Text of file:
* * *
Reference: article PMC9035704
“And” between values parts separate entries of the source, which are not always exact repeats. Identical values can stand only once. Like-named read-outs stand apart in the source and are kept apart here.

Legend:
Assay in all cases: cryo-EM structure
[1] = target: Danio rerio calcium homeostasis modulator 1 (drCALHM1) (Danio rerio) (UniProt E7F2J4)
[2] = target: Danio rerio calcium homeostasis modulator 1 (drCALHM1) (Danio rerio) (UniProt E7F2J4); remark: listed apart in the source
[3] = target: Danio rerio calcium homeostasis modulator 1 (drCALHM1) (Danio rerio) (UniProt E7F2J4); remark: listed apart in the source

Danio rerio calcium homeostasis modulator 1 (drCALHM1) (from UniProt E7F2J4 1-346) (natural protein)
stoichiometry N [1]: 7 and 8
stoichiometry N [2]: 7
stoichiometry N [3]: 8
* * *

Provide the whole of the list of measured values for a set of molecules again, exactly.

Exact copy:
Reference: article PMC9035704
“And” between values parts separate entries of the source, which are not always exact repeats. Identical values can stand only once. Like-named read-outs stand apart in the source and are kept apart here.

Legend:
Assay in all cases: cryo-EM structure
[1] = target: Danio rerio calcium homeostasis modulator 1 (drCALHM1) (Danio rerio) (UniProt E7F2J4)
[2] = target: Danio rerio calcium homeostasis modulator 1 (drCALHM1) (Danio rerio) (UniProt E7F2J4); remark: listed apart in the source
[3] = target: Danio rerio calcium homeostasis modulator 1 (drCALHM1) (Danio rerio) (UniProt E7F2J4); remark: listed apart in the source

Danio rerio calcium homeostasis modulator 1 (drCALHM1) (from UniProt E7F2J4 1-346) (natural protein)
stoichiometry N [1]: 7 and 8
stoichiometry N [2]: 7
stoichiometry N [3]: 8